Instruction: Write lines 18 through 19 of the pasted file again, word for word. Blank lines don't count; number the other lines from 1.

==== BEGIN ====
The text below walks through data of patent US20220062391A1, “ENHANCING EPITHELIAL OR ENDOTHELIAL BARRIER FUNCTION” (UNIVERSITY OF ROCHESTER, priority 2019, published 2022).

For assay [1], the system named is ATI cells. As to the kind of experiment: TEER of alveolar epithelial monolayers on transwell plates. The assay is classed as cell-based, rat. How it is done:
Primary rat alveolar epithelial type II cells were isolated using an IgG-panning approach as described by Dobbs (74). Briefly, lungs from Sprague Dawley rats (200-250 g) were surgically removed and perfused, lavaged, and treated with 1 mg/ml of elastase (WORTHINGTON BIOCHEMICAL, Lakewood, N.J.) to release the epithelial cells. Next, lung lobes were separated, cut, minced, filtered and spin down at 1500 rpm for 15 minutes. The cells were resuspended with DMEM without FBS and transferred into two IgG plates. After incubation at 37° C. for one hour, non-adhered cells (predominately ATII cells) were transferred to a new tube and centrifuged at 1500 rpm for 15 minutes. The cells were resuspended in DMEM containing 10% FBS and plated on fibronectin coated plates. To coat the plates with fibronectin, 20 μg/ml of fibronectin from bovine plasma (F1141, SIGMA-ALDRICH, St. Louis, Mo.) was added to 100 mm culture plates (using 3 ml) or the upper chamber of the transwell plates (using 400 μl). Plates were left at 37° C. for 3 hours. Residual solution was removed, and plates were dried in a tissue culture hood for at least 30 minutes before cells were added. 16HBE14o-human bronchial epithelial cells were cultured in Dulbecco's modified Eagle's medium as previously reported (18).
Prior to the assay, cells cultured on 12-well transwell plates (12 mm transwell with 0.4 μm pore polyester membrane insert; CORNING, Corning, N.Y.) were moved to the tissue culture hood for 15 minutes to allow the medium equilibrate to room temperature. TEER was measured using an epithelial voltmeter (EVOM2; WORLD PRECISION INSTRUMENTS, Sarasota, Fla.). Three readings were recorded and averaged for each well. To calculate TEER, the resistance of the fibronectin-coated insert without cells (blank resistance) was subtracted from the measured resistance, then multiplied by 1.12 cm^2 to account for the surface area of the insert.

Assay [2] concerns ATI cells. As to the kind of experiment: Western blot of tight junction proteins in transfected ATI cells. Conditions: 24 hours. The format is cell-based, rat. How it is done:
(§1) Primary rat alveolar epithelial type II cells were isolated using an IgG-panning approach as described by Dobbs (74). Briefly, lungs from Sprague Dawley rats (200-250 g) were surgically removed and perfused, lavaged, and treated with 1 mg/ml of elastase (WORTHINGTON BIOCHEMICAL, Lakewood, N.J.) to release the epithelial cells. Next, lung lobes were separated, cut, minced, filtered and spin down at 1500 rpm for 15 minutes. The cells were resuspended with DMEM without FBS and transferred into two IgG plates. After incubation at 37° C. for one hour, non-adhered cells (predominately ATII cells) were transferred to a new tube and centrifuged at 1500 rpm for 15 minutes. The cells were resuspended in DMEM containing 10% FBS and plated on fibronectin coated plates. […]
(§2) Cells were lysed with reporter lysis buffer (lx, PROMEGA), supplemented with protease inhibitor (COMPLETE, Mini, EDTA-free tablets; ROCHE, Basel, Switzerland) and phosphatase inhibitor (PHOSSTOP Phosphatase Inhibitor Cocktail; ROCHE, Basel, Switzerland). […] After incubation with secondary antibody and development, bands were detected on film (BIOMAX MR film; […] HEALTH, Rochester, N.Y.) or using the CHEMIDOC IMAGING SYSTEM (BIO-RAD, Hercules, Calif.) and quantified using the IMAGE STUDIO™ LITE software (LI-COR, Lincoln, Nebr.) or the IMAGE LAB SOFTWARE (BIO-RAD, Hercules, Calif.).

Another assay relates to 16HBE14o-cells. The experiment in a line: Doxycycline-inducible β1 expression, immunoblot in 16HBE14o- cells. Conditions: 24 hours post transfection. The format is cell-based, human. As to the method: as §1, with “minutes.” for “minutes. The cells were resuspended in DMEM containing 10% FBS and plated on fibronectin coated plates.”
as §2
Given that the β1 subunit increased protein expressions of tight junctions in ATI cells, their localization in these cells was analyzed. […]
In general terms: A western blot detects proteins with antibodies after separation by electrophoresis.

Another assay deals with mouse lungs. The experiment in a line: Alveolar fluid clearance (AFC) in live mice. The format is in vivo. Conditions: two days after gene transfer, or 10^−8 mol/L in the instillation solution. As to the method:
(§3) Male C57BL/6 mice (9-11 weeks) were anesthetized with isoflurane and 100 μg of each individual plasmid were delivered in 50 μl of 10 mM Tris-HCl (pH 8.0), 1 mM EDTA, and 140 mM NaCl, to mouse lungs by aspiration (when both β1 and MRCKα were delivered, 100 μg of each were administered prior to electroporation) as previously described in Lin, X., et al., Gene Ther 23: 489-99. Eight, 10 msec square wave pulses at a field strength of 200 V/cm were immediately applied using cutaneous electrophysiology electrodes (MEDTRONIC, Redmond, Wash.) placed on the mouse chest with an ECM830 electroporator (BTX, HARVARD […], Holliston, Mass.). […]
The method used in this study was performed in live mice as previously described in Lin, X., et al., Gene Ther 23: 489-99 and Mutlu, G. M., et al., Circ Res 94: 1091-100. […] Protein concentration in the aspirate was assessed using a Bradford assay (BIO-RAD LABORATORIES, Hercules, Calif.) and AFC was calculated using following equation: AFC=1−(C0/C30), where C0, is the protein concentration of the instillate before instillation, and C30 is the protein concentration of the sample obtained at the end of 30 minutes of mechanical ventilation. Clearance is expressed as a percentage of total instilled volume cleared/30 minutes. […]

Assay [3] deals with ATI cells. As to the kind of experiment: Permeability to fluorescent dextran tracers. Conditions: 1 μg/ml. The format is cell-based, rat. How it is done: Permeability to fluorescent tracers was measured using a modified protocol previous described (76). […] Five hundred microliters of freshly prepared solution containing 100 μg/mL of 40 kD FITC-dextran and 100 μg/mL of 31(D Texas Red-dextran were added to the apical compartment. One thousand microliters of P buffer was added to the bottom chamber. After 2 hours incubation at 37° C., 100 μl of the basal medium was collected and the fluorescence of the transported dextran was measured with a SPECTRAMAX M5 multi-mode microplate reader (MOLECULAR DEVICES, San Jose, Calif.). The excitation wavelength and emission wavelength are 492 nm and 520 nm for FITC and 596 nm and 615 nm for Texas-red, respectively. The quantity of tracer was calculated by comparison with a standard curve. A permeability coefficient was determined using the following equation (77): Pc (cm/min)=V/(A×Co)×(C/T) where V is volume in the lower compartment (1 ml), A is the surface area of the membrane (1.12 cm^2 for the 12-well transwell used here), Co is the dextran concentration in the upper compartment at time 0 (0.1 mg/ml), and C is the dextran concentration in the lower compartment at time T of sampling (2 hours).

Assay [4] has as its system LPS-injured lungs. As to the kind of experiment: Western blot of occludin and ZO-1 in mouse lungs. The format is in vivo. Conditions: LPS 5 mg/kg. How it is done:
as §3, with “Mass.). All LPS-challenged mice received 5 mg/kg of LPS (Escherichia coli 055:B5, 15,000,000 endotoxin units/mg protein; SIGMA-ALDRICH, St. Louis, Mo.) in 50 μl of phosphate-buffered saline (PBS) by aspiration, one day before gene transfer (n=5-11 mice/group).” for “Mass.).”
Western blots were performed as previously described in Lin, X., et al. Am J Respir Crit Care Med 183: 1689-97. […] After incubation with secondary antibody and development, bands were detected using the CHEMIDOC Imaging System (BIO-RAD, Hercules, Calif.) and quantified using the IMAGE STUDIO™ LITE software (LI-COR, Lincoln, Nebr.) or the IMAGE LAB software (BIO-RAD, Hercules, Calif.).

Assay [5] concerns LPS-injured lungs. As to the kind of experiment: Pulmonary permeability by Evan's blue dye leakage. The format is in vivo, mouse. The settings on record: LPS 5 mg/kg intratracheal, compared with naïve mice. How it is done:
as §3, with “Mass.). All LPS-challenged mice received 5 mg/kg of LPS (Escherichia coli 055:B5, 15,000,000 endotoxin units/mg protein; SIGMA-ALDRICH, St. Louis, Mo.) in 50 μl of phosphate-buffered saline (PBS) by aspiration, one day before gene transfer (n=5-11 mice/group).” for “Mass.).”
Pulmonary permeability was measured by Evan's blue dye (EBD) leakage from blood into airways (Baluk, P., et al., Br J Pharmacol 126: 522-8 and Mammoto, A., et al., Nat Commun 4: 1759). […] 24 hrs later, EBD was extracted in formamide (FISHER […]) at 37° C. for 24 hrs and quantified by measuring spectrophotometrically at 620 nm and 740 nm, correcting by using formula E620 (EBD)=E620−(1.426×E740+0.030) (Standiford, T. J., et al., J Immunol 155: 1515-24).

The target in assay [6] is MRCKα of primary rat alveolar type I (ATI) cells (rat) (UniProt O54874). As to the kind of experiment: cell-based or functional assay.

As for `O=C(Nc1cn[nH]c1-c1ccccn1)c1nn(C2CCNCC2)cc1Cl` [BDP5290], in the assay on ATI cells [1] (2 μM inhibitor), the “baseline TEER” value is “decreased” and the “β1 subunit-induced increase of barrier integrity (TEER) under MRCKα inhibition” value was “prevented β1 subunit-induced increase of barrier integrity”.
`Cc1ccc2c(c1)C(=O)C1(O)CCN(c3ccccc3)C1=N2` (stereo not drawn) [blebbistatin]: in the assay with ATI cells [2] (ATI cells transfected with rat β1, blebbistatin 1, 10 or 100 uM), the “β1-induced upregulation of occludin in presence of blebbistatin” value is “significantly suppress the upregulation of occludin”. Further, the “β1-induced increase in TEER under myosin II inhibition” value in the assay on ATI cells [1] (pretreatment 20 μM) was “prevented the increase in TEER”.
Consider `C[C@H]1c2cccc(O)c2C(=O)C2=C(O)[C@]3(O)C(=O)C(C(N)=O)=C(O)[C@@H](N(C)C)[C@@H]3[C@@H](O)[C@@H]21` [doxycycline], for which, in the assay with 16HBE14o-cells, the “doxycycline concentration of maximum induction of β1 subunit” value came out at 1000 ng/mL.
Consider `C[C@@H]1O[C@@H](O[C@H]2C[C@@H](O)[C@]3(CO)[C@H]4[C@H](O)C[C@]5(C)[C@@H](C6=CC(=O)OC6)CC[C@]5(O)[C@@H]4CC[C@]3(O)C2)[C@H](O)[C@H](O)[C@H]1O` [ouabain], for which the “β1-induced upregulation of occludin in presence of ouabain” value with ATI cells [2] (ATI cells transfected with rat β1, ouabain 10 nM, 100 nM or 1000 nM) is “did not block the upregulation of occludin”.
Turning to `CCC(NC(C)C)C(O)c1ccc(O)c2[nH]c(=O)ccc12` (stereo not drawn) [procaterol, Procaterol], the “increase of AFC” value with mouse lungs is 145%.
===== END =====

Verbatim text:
Western blots were performed as previously described in Lin, X., et al. Am J Respir Crit Care Med 183: 1689-97. […] After incubation with secondary antibody and development, bands were detected using the CHEMIDOC Imaging System (BIO-RAD, Hercules, Calif.) and quantified using the IMAGE STUDIO™ LITE software (LI-COR, Lincoln, Nebr.) or the IMAGE LAB software (BIO-RAD, Hercules, Calif.).

Assay [5] concerns LPS-injured lungs. As to the kind of experiment: Pulmonary permeability by Evan's blue dye leakage. The format is in vivo, mouse. The settings on record: LPS 5 mg/kg intratracheal, compared with naïve mice. How it is done: